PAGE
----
The Power of Posture
Stand up straight! This is something most of us have heard or said at some stage in our lives but many of us may not fully realise that the impact of our posture goes way beyond physical appearance. While a good posture can make us look and feel confident and of course help us stand, walk, sit, and lie in positions that place the least strain on our body, it can also affect our breathing, digestive system, cardiovascular system and even brain!
Normally, our posture is not something we consciously maintain as this is done by certain muscles (which are under the control of our nervous system) and we don't even have to think about it. When functioning properly these postural muscles prevent the forces of gravity from pushing us over forward and maintain our posture and balance during movement.
To maintain proper posture, it is necessary to have adequate muscle flexibility and strength, efficient and balanced postural muscles on both sides of the spine, normal joint motion and of course spinal function!
Spine Health An upright spine is made up of three important spinal curves. A misaligned spine pulls on different muscles, overworking some and shortening others and these imbalances can lead to injuries in other parts of the body. Poor posture also distorts the spines natural curves and it’s probably no surprise that these changes can cause back pain, neck pain and headaches but over time, poor posture can actually lead to a loss of function and even deformity in the spine and further associated issues.
To easily test how your posture can affect other systems in your body, stand up straight and take a deep, full breath in. Next sit down and slouch forward, take a breath here and you should easily feel the difference. Poor posture means our rib cage is unable to elevate and expand and potentially reduces our breathing capacity by 30% which means our body is not receiving the oxygen it requires to function optimally. When this becomes a constant process, our breathing muscles shut off which then forces our body to rely on muscles in our neck (which are only supposed to be accessory breathing muscles) and can end up causing neck conditions and headaches. Stress can also lead to poor posture because it causes you to breathe more shallowly, which leads to slumping.
Digestion & Circulation Slumpy, slouchy posture compresses the space in your abdomen which affects your internal organs. Digestion is impaired if your stomach and intestines do not have the space required to process food efficiently and increased pressure on your heart makes it harder for it to do its job, leading to impaired circulation and improper blood flow throughout the body.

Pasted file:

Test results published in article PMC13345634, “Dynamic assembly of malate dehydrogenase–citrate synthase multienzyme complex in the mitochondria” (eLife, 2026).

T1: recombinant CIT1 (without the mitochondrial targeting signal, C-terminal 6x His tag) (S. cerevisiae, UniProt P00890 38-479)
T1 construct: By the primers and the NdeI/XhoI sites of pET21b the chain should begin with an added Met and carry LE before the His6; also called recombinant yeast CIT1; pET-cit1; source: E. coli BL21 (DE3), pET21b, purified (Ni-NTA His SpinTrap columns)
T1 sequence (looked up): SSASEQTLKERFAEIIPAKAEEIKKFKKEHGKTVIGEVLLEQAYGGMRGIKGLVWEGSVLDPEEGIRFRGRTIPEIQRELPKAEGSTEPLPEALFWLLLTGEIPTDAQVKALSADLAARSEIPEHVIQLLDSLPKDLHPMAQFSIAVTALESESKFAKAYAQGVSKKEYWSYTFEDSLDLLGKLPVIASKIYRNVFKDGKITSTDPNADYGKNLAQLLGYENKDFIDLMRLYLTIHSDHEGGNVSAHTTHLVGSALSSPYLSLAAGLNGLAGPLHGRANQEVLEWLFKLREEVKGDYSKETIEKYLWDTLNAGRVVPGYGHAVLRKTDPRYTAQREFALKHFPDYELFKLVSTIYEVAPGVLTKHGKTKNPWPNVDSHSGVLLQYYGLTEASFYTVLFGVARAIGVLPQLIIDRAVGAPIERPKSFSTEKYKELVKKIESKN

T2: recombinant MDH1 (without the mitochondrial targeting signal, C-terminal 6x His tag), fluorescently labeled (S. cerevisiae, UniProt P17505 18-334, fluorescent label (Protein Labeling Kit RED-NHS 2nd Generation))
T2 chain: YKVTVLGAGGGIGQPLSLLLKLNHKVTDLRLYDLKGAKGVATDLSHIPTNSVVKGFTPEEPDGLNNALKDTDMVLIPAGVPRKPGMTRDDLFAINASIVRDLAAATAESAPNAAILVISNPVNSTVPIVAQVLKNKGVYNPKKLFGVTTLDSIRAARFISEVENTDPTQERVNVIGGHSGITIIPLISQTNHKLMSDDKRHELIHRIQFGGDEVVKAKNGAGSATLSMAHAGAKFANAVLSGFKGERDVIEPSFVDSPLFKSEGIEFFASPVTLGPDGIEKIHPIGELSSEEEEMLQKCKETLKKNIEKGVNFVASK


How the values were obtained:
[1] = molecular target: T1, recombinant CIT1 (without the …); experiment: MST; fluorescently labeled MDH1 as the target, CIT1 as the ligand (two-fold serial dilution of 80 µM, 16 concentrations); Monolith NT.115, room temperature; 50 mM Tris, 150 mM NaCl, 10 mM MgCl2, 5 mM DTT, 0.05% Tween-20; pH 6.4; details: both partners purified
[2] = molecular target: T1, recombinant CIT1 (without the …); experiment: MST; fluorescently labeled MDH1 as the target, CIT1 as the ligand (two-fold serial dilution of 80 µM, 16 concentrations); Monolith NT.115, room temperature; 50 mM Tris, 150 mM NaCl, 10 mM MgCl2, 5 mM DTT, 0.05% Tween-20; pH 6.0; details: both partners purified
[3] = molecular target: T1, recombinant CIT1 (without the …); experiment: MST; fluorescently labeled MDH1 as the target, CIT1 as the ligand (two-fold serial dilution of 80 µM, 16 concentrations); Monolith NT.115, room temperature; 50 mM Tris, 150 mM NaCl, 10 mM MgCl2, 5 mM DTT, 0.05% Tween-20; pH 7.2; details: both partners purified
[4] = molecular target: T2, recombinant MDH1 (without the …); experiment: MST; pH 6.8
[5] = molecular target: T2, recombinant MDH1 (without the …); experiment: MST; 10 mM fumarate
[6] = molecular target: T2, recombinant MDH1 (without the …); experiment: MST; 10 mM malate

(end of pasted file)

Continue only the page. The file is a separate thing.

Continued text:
Similarly, poor posture (specifically forward head posture) affects your Autonomic Nervous System which regulates the functions of your internal organs and controls everything that happens automatically in your body such as your heartbeat, breathing and digestion. Normal posture is required for processing of information that goes to your brain to be normal and forward head posture causes overreaction to stimuli and sends us into sympathetic dominance (fight or flight). For more information please read our recent blog post 'The effect of forward head posture on your brain'.
Mood The connection between posture and mood goes both ways. People who are depressed tend to have poorer posture than happier people and posture seems to affect people’s mood. Good posture can help you feel less fatigued and have more positive emotions. When you consider all the information that travels between the brain and the body through the spine, it makes sense that a healthy spine feels good all over.
Posture Tips Now you know the importance of posture, you must be wondering what you can do to improve yours! Here are some of our tips:
1. Focus on everything around you - Rather than being ‘pulled in’ by what is near, being aware of your wider surroundings uses different muscles in your eyes. The different feedback to your brain then causes your postural muscles to keep you more upright.
2. Strengthen your postural muscles - Focus on exercises to strengthen extensors: back muscles, gluteal muscles and neck muscles. Do push ups, rowing exercises or supermans to keep those upper back muscles strong.
3. Stretch - Shoulder/chest: stand inside a doorway with your elbow and hand at 90 degrees and lean forward through your body to stretch your upper chest. Upper back: lie with your spine along a rolled up towel or foam roller with your hands out and knees bent, feet flat on the floor. Focus on breathing through your chest and relax here for 10 - 20 minutes.
4. Rotate your hand, palms facing forward - This is very simple, but by rotating your palms forward, you automatically open up your shoulders. This is a wonderful break to take when sitting working at the computer.
5. Reset your posture - Stand with your feet, buttocks and shoulders against a wall, with the back of your neck pressing against it and your chin in. Push the back of your head against the wall. This is how your posture should be.
6. Sit Less - Get a standing desk and don’t sit for extended periods, take little breaks when possible. If you must sit, have your feet on the ground, uncrossed with your back supported against the back of a chair.
7. Technology Hygiene - Limit use where possible. Lie on your tummy when using technology or watching tv to encourage spine extension, strengthen upper back and neck muscles and keep airways open. Lift your smartphone to eye level to use.
8. Get your spine checked - A Chiropractor can ensure the alignment and segmental movement of your spine allows you to stand straight, to breathe completely and is supporting optimal control of your postural muscles through your nervous system. With a little awareness and willingness to make small, consistent changes you can feel, look and function better! Please get in touch if this is something we can help you with!